Hawaii aims for primary election day polling place in Puna

HILO, Hawaii — Hawaii officials aim to open a primary election day polling place in the Big Island district hit hardest by Kilauea volcano’s months-long eruption.

Chief Election Officer Scott Nago told the Hawaii Tribune-Herald his office was in the process of establishing the spot in Pahoa town for the Aug. 11 primary.

Last month, after the eruption destroyed hundreds of homes, Nago said voters in two precincts would only be able to vote by absentee ballot. He said there would be no in-person voting on the day of the election for these two precincts in the Puna district.

But that move came under criticism from U.S. Rep. Colleen Hanabusa, a candidate for governor, local lawmakers and the American Civil Liberties Union of Hawaii.

Nago said Thursday he said the eruption has changed, enabling the state to adjust plans.

“We’re in contact with Civil Defense, we understand the situation has stabilized,” Nago said Thursday.

The polling place would be a joint location for the two precincts. Nago said a location hadn’t been selected yet but he was “pretty confident” it would happen.

Voters in the precincts — which include Leilani Estates and Kapoho among other neighborhoods — will still be able to cast their ballots during early walk-in voting at Pahoa Community Center from July 30 to Aug. 9.

The ACLU had threatened to sue, and sent the state a letter saying a “refusal to allow in-person registration and voting on election day would not only be arbitrary and unnecessary, but would also not survive constitutional muster.”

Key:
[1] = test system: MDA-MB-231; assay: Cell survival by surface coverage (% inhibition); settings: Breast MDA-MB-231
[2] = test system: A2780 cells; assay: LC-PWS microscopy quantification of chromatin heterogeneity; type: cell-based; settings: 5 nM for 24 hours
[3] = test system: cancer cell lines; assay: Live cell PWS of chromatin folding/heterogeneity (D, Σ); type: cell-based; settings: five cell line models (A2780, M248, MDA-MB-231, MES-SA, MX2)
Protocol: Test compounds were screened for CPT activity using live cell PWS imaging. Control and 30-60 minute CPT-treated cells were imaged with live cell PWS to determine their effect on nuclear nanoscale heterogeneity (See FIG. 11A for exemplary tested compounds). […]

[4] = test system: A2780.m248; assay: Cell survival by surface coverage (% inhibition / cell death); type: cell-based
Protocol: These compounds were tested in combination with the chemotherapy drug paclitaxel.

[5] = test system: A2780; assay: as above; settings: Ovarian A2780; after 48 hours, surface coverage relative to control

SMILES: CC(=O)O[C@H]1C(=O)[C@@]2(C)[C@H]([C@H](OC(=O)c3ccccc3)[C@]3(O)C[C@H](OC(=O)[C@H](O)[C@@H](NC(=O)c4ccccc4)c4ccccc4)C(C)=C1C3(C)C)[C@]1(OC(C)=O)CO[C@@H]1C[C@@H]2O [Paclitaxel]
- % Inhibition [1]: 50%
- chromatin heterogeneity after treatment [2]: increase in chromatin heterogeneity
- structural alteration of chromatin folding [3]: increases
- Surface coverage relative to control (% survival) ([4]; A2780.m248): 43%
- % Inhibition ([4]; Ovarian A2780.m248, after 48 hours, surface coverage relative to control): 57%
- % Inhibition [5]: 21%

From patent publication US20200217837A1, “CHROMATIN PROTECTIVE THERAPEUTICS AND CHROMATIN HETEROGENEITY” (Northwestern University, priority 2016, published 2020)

Nago said efforts to open a polling place on primary election day weren’t in response to the letter.

“It was something we were always looking at doing,” he said. “The letter just came at the time the letter came.”

Nago also said that announcing early on that voting in the two precincts would be done by absentee mail only was the right call at the time.

Hawaii County elections administrator Pat Nakamoto said ballots to the 6,070 affected voters were mailed last week and 48 had been returned by Thursday. Absentee mail ballots for other precincts will be mailed July 17.

Nakamoto said voters may still use walk-in voting sites if they were mailed an absentee ballot. Voters can use any early walk-in site around the county but must use their designated polling place on primary election day.


Information from: Hawaii Tribune-Herald, http://www.hawaiitribune-herald.com/


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